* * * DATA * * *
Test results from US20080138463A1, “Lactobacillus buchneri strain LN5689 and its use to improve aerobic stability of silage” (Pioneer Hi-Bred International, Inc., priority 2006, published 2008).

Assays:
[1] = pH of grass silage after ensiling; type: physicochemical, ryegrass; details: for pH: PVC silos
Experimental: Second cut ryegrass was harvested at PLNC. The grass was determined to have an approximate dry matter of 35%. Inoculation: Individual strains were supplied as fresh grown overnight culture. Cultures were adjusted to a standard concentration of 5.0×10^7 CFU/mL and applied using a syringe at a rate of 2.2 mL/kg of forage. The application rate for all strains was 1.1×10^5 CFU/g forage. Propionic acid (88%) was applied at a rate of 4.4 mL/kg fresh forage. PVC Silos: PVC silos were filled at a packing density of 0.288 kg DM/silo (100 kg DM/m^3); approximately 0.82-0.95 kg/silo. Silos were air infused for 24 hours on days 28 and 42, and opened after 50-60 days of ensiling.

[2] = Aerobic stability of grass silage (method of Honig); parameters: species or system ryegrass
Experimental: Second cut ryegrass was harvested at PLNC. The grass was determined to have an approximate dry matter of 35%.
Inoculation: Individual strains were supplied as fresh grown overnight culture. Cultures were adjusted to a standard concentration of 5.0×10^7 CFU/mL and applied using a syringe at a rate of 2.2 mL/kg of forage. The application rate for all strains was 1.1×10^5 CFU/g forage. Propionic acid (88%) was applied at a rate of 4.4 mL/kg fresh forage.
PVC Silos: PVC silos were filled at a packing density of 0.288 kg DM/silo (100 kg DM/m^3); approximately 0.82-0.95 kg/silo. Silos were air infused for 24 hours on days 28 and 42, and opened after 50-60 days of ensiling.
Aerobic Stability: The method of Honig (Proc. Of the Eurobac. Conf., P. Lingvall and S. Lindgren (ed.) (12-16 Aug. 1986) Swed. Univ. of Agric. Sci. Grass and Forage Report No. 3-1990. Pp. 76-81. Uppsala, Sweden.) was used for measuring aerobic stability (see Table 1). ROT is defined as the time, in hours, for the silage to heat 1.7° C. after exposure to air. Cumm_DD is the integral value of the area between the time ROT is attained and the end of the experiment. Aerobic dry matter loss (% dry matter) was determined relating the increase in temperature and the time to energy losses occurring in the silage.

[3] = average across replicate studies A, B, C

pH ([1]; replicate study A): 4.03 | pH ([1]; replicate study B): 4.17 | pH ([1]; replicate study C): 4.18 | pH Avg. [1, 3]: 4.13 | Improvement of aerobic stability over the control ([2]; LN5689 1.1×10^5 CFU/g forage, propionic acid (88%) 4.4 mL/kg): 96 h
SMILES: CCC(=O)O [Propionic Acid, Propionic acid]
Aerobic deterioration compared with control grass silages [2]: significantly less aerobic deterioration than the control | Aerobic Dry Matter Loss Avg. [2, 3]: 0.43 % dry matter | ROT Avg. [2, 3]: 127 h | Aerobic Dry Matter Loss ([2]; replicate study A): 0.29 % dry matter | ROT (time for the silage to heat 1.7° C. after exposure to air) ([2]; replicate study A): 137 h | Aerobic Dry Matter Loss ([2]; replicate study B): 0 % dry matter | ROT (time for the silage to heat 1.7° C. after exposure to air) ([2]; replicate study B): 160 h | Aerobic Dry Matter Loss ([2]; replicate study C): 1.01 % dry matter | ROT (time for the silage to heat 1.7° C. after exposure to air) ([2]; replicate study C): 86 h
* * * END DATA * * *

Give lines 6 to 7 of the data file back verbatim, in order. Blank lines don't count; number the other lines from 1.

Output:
Experimental: Second cut ryegrass was harvested at PLNC. The grass was determined to have an approximate dry matter of 35%.
Inoculation: Individual strains were supplied as fresh grown overnight culture. Cultures were adjusted to a standard concentration of 5.0×10^7 CFU/mL and applied using a syringe at a rate of 2.2 mL/kg of forage. The application rate for all strains was 1.1×10^5 CFU/g forage. Propionic acid (88%) was applied at a rate of 4.4 mL/kg fresh forage.